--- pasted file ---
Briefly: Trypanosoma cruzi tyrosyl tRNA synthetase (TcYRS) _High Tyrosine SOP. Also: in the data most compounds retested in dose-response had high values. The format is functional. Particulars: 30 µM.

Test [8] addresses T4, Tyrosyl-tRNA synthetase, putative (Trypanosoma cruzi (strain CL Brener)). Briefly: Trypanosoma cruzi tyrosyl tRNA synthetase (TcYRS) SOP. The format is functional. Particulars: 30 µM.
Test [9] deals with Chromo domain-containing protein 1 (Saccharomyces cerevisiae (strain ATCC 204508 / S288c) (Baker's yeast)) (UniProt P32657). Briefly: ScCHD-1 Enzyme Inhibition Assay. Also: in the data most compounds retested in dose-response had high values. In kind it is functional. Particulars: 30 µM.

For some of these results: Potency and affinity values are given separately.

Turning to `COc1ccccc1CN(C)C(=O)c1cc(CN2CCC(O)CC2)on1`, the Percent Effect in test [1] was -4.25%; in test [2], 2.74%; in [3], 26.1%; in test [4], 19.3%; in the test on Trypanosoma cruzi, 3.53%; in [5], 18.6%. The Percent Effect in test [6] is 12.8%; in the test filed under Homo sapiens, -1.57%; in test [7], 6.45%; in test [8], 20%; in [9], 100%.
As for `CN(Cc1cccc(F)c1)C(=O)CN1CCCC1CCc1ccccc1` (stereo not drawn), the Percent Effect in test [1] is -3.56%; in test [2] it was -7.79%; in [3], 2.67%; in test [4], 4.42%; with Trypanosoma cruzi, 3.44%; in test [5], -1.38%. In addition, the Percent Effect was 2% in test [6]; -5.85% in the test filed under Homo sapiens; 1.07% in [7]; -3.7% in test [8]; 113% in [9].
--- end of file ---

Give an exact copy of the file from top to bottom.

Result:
Briefly: Trypanosoma cruzi tyrosyl tRNA synthetase (TcYRS) _High Tyrosine SOP. Also: in the data most compounds retested in dose-response had high values. The format is functional. Particulars: 30 µM.

Test [8] addresses T4, Tyrosyl-tRNA synthetase, putative (Trypanosoma cruzi (strain CL Brener)). Briefly: Trypanosoma cruzi tyrosyl tRNA synthetase (TcYRS) SOP. The format is functional. Particulars: 30 µM.
Test [9] deals with Chromo domain-containing protein 1 (Saccharomyces cerevisiae (strain ATCC 204508 / S288c) (Baker's yeast)) (UniProt P32657). Briefly: ScCHD-1 Enzyme Inhibition Assay. Also: in the data most compounds retested in dose-response had high values. In kind it is functional. Particulars: 30 µM.

For some of these results: Potency and affinity values are given separately.

Turning to `COc1ccccc1CN(C)C(=O)c1cc(CN2CCC(O)CC2)on1`, the Percent Effect in test [1] was -4.25%; in test [2], 2.74%; in [3], 26.1%; in test [4], 19.3%; in the test on Trypanosoma cruzi, 3.53%; in [5], 18.6%. The Percent Effect in test [6] is 12.8%; in the test filed under Homo sapiens, -1.57%; in test [7], 6.45%; in test [8], 20%; in [9], 100%.
As for `CN(Cc1cccc(F)c1)C(=O)CN1CCCC1CCc1ccccc1` (stereo not drawn), the Percent Effect in test [1] is -3.56%; in test [2] it was -7.79%; in [3], 2.67%; in test [4], 4.42%; with Trypanosoma cruzi, 3.44%; in test [5], -1.38%. In addition, the Percent Effect was 2% in test [6]; -5.85% in the test filed under Homo sapiens; 1.07% in [7]; -3.7% in test [8]; 113% in [9].